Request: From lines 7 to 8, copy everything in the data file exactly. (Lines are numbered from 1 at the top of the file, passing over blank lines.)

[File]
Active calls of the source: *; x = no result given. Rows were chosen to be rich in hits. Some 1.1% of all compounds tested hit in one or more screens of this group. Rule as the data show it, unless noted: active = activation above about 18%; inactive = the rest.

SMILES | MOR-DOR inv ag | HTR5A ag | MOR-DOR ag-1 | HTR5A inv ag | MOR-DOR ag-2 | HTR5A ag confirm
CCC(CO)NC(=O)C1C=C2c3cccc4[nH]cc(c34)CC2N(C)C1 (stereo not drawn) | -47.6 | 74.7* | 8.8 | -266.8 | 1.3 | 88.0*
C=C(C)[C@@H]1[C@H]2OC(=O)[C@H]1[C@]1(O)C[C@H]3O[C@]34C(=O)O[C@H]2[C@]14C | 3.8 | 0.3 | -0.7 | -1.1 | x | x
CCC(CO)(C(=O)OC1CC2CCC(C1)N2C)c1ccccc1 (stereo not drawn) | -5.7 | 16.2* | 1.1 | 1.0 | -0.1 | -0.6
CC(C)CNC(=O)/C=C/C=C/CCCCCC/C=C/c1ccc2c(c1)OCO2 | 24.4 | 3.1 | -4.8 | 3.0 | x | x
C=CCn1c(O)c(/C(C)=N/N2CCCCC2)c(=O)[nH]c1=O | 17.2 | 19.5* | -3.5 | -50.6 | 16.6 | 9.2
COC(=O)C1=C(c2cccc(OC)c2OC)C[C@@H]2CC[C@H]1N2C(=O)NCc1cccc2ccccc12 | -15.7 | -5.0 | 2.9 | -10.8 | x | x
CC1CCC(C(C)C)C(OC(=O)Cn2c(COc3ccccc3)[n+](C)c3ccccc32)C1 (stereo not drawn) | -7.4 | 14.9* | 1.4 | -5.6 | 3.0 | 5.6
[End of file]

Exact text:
C=CCn1c(O)c(/C(C)=N/N2CCCCC2)c(=O)[nH]c1=O | 17.2 | 19.5* | -3.5 | -50.6 | 16.6 | 9.2
COC(=O)C1=C(c2cccc(OC)c2OC)C[C@@H]2CC[C@H]1N2C(=O)NCc1cccc2ccccc12 | -15.7 | -5.0 | 2.9 | -10.8 | x | x